When two people decide to marry it is usually because they are in love and have decided life together will be sheer bliss. But sadly, the reality is that more than 40 percent of marriages end in divorce, with the percentage increasing to between 67 and 74 percent for second and subsequent marriages.
This is why an increasing number of couples are signing contracts before they marry, to ensure that they either keep the assets they had prior to the marriage or specify how assets will be divided if the marriage should end.
There are two common agreements that couples sign:
- Prenups before they get married
- Postnups after they get married
The question is, do you want one, do you need one, and if the answer to either of these questions is “yes”, which is the one for you?
Prenup agreements are made before a marriage to determine how assets will be divided if they decide to divorce one day. Couples often resist this step, finding it hugely unromantic. But the point is, by making decisions prior to marriage, they can avoid a lot of heartache later on if they do decide they must split.
Prenups detail exactly who gets what if the marriage fails.
Additionally, prenups specify what happens to assets if either spouse dies, which is particularly advantageous for couples who have children from previous marriages.
Many divorce attorneys agree that prenups are better suited for those people who have a significant estate that could cause argument after their death. A prenup can specify just how much of the estate should be left to children from a previous marriage and/or your current spouse.
Prenup agreements can also be used to protect assets earned during a marriage, along with income from trusts and bequests. They can also be used to prevent paying an ex-partner alimony.
Apart from asset division and other financial considerations, couples who are about to get married often include an array of personal clauses in this agreement. This could be anything from the consequences of infidelity to a predetermined decision of who will get custody of a cat, dog, or another pet.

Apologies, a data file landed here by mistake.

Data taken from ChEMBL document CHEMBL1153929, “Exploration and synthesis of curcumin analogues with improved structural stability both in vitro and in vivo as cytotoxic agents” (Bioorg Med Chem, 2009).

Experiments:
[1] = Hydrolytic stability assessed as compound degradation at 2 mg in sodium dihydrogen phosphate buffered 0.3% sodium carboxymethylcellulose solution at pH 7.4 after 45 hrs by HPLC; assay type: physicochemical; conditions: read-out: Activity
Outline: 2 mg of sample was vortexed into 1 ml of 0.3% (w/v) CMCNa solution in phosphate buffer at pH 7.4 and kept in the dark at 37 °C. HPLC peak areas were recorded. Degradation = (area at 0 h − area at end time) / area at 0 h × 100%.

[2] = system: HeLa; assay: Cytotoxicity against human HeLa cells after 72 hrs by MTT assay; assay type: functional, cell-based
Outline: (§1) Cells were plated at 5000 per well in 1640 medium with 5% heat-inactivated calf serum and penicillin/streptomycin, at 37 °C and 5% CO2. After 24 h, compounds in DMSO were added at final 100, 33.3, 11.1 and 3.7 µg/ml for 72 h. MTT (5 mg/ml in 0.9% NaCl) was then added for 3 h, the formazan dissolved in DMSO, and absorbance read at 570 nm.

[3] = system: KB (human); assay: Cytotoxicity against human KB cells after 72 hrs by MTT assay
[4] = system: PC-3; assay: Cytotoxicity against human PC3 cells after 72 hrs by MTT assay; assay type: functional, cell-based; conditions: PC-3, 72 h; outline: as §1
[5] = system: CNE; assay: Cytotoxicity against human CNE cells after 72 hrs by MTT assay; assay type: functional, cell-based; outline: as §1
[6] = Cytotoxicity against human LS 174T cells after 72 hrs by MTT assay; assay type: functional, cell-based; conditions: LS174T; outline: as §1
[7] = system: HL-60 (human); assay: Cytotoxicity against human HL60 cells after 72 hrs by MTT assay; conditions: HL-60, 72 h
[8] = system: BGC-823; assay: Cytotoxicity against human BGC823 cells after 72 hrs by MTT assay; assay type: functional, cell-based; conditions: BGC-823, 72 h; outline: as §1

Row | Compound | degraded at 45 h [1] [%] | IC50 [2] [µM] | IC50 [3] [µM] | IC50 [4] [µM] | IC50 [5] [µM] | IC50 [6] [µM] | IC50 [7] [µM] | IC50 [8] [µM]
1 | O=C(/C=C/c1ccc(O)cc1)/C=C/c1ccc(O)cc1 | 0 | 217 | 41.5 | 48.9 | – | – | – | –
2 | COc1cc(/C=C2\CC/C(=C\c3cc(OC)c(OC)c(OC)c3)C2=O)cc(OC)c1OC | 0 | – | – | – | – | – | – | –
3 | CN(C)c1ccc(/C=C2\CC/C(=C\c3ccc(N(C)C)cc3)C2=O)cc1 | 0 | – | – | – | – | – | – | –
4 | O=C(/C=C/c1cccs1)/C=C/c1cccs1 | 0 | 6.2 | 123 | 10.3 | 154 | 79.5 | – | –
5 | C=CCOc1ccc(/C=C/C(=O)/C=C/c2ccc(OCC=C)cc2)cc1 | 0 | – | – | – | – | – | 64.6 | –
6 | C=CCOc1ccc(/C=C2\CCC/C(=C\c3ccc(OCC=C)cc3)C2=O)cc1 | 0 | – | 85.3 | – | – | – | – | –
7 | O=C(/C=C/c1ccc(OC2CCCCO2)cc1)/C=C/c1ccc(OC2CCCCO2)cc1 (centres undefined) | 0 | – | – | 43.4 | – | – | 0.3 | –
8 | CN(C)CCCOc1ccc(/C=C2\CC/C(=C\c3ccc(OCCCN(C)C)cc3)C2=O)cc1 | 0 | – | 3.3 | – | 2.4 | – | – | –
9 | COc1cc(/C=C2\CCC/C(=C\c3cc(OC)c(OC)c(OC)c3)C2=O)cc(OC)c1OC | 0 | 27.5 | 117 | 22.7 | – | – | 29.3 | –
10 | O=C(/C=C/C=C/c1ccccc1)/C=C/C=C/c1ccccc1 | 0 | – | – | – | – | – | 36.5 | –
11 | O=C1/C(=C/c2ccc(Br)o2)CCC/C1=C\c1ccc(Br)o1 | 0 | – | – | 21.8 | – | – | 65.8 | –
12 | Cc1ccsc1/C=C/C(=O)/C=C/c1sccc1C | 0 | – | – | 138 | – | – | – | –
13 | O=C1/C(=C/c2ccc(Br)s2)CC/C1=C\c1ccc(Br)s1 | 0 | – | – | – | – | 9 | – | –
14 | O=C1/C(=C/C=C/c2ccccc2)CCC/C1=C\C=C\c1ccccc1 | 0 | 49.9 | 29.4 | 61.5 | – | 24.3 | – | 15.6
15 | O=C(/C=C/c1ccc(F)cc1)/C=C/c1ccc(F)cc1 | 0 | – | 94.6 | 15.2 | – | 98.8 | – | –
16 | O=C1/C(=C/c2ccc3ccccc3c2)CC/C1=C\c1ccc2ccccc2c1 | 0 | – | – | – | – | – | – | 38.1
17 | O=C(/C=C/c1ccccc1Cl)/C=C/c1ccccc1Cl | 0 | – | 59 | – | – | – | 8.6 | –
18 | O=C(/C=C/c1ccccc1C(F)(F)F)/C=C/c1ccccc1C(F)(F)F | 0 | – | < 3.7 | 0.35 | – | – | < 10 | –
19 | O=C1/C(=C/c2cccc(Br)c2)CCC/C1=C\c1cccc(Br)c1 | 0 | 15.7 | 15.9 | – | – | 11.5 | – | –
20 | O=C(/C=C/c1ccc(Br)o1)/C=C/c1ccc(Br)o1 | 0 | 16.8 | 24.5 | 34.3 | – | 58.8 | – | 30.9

Issues relating to the future of the couple’s children or future children may not be included in a prenup. This is left to the courts.
Postnup agreements are virtually the same as prenups, only they are made after the marriage. The main issue is that, in the absence of a prenup, many assets become “marital property” as soon as the marriage is legal. But a postnup agreement will specify how these assets will be divided in the event of a divorce.
Postnups aren’t always agreed to soon after marriage; rather couples often sign them five years or even one or two decades later. Some admit they are using the postnuptial agreement as an ultimatum to make the marriage work. Alternatively, couples decide to sign a postnup when one or other has inherited a lot of money or valuable property.
Postnup vs Prenup Decisions
Ultimately couples don’t enter a marriage expecting it to end in divorce. But with the reality of divorce statistics, it makes sense to decide on financial details while you are still friends. At very least a prenup or postnup agreement will specify what a couple wanted while they were still “in love”.
The professional team at Hastings Shadmehryknows that divorce is never easy. We assist with divorce planning as well as mediation and collaboration and will draw up both prenuptial and postnuptial agreements that we hope you we never need. Contact us to discuss what’s involved.